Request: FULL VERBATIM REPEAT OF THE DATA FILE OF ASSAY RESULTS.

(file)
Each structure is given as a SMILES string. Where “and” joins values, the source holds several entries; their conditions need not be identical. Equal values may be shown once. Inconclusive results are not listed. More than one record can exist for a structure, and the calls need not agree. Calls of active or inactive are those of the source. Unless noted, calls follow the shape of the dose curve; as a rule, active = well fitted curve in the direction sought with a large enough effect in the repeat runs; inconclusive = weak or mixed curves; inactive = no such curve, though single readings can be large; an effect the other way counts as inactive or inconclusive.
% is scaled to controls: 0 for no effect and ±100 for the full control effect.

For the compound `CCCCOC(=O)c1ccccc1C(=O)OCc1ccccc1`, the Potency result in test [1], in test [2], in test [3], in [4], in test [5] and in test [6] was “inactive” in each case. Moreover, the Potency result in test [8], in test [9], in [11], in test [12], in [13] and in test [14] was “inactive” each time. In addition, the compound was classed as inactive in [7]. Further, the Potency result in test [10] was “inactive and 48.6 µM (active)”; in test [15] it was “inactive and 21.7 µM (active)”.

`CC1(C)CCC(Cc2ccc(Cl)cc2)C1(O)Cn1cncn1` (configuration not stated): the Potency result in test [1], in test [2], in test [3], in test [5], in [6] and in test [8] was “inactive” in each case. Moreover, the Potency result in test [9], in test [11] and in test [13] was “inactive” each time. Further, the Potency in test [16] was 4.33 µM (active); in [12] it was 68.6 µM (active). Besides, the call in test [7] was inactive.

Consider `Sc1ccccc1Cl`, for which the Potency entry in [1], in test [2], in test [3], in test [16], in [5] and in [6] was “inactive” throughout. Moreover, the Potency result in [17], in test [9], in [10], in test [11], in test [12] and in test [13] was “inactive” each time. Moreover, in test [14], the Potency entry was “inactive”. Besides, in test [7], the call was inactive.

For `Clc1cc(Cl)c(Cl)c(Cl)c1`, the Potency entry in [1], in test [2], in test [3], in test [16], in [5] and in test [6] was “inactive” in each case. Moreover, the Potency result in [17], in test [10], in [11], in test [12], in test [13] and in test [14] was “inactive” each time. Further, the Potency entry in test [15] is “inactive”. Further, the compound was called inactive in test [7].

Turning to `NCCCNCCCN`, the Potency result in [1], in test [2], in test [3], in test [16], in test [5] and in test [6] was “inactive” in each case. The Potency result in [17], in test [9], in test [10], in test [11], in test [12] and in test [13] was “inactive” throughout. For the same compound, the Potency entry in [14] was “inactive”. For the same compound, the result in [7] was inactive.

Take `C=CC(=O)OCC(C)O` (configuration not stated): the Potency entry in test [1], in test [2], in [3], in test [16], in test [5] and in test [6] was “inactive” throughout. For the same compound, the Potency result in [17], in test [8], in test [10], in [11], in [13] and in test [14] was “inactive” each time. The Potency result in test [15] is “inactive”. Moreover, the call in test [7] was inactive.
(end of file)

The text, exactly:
Each structure is given as a SMILES string. Where “and” joins values, the source holds several entries; their conditions need not be identical. Equal values may be shown once. Inconclusive results are not listed. More than one record can exist for a structure, and the calls need not agree. Calls of active or inactive are those of the source. Unless noted, calls follow the shape of the dose curve; as a rule, active = well fitted curve in the direction sought with a large enough effect in the repeat runs; inconclusive = weak or mixed curves; inactive = no such curve, though single readings can be large; an effect the other way counts as inactive or inconclusive.
% is scaled to controls: 0 for no effect and ±100 for the full control effect.

For the compound `CCCCOC(=O)c1ccccc1C(=O)OCc1ccccc1`, the Potency result in test [1], in test [2], in test [3], in [4], in test [5] and in test [6] was “inactive” in each case. Moreover, the Potency result in test [8], in test [9], in [11], in test [12], in [13] and in test [14] was “inactive” each time. In addition, the compound was classed as inactive in [7]. Further, the Potency result in test [10] was “inactive and 48.6 µM (active)”; in test [15] it was “inactive and 21.7 µM (active)”.

`CC1(C)CCC(Cc2ccc(Cl)cc2)C1(O)Cn1cncn1` (configuration not stated): the Potency result in test [1], in test [2], in test [3], in test [5], in [6] and in test [8] was “inactive” in each case. Moreover, the Potency result in test [9], in test [11] and in test [13] was “inactive” each time. Further, the Potency in test [16] was 4.33 µM (active); in [12] it was 68.6 µM (active). Besides, the call in test [7] was inactive.

Consider `Sc1ccccc1Cl`, for which the Potency entry in [1], in test [2], in test [3], in test [16], in [5] and in [6] was “inactive” throughout. Moreover, the Potency result in [17], in test [9], in [10], in test [11], in test [12] and in test [13] was “inactive” each time. Moreover, in test [14], the Potency entry was “inactive”. Besides, in test [7], the call was inactive.

For `Clc1cc(Cl)c(Cl)c(Cl)c1`, the Potency entry in [1], in test [2], in test [3], in test [16], in [5] and in test [6] was “inactive” in each case. Moreover, the Potency result in [17], in test [10], in [11], in test [12], in test [13] and in test [14] was “inactive” each time. Further, the Potency entry in test [15] is “inactive”. Further, the compound was called inactive in test [7].

Turning to `NCCCNCCCN`, the Potency result in [1], in test [2], in test [3], in test [16], in test [5] and in test [6] was “inactive” in each case. The Potency result in [17], in test [9], in test [10], in test [11], in test [12] and in test [13] was “inactive” throughout. For the same compound, the Potency entry in [14] was “inactive”. For the same compound, the result in [7] was inactive.

Take `C=CC(=O)OCC(C)O` (configuration not stated): the Potency entry in test [1], in test [2], in [3], in test [16], in test [5] and in test [6] was “inactive” throughout. For the same compound, the Potency result in [17], in test [8], in test [10], in [11], in [13] and in test [14] was “inactive” each time. The Potency result in test [15] is “inactive”. Moreover, the call in test [7] was inactive.